I am glad that they are considering rail options in planning ... they need to address rail options/path before choosing an option for vehicular traffic because what good is the expense of a fly over vehicular bridge if later you decide on a rail bridge type that restricts water traffic?

One question I still have is why option 3 and 3A for vehicular fly over bridge has a path so far west .... instead of a path that is closer to the west side of pelican island and north of A&M campus ... closer to the land bridge path. One would think that would save money and totally eliminates impact to A&M campus.

This is one of the most important decisions in the development of Pelican Island, and an investment in our future.


Jim Forsythe

Galveston Railroad Lift Bridge which I could only find a estimated total cost of  $68 million. Why not build the same for the Pelican Island project.
As far as the Galveston Causeway type of bridge, do we need one that has that many lanes going to Pelican Island?
My thinking is , maybe only one Causeway for cars and trucks, at half the cost.
This plan would not require the closing the  west end of the channel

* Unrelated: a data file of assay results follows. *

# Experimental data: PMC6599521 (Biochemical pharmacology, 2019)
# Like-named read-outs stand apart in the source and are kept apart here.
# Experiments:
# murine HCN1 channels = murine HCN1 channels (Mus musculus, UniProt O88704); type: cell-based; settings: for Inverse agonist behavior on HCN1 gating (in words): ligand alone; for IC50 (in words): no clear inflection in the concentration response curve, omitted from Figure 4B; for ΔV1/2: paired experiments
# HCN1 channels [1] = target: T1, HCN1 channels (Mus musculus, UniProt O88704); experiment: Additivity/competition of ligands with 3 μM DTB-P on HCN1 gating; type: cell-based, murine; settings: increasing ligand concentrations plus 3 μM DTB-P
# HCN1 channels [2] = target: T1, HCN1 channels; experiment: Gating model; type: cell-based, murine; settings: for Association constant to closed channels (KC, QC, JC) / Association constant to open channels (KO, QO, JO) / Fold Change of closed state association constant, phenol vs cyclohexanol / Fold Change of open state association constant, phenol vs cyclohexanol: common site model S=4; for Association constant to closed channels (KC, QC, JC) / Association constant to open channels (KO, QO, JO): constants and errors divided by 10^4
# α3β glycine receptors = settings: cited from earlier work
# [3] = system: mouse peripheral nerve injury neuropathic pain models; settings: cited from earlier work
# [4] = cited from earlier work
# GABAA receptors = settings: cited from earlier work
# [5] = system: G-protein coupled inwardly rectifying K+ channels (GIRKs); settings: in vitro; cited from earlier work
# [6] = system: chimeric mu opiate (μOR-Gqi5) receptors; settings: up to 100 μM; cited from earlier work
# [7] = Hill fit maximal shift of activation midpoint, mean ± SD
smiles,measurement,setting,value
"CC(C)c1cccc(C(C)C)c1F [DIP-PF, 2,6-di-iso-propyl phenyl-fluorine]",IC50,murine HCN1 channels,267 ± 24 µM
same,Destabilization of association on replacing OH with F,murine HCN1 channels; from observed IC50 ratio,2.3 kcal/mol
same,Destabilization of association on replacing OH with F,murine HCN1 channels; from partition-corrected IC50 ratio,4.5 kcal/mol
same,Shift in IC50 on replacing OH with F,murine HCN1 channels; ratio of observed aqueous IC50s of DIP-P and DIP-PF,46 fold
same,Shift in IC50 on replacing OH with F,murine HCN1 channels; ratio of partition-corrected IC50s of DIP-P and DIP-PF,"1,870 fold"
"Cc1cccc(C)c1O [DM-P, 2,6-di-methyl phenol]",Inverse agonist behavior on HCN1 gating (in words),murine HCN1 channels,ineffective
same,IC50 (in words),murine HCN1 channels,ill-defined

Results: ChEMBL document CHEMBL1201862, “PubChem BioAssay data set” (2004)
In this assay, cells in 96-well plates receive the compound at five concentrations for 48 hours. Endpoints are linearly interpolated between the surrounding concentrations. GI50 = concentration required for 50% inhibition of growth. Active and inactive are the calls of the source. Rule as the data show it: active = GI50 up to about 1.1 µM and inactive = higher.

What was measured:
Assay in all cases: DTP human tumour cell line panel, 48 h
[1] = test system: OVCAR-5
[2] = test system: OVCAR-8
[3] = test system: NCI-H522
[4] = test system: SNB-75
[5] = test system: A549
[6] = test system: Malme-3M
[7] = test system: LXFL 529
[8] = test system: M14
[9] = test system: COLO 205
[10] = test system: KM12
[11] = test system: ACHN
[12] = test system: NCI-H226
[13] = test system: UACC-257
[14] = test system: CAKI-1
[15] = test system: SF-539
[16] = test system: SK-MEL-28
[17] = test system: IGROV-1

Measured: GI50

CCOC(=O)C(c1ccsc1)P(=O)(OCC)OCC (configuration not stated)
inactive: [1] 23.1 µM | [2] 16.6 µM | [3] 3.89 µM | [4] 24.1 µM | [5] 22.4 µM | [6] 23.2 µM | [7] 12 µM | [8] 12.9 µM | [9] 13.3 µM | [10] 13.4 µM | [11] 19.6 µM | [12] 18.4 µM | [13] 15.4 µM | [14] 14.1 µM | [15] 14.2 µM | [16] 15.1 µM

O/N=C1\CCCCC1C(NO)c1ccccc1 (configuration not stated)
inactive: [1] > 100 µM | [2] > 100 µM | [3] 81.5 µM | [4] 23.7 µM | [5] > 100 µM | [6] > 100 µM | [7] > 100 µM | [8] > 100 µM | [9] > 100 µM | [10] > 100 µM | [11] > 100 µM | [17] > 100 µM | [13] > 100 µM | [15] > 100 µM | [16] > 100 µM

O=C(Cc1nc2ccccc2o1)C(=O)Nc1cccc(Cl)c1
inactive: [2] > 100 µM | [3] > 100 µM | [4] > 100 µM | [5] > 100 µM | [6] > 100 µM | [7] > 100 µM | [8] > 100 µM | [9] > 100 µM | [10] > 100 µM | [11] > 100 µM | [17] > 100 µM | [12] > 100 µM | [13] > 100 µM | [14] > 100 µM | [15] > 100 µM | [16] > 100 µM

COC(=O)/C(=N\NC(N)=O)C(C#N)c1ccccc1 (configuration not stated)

Brian Maxwell

That was just for the lift span. The entire bridge must be replaced for Pelican.

Steve Fouga

Well okay, but what about a short flyover with a lift span? In other words, something similar to what we have, but has rail.

Gary Miller

Rail service seems to do OK with the lift bridge in and out of Galveston. Why not a flyover for cars and trucks and a lift bridge for rail when the rail industry actually wants it? Are we talking about one train a day or one a week?

Charlotte O'rourke

The old 1912 causeway serves as the rail line to Galveston Island. The new lift was put in during the last decade.

Option 3 flyover with rail is shown with this editorial .... not the land bridge. The map doesn’t show if there would be a lift or its location in the rail portion, but does show removal on the old bridge. The land bridge option is in the link I provided above. None of the 3 options presented to Commissioners and printed in the paper showed plans for rail.

Rail needs to be discussed and planned for even if it is a secondary phase.

When completed this bridge project will have a long lifespan and have major impacts ... so the groups should plan quickly to meet deadlines and get it right for our economic growth.

It looks like the group has a lot of


Charlotte O'rourke

It looks like the planning group has a lot of hard work ahead. Thanks for your service on this important project.

Sorry I posted before finished ....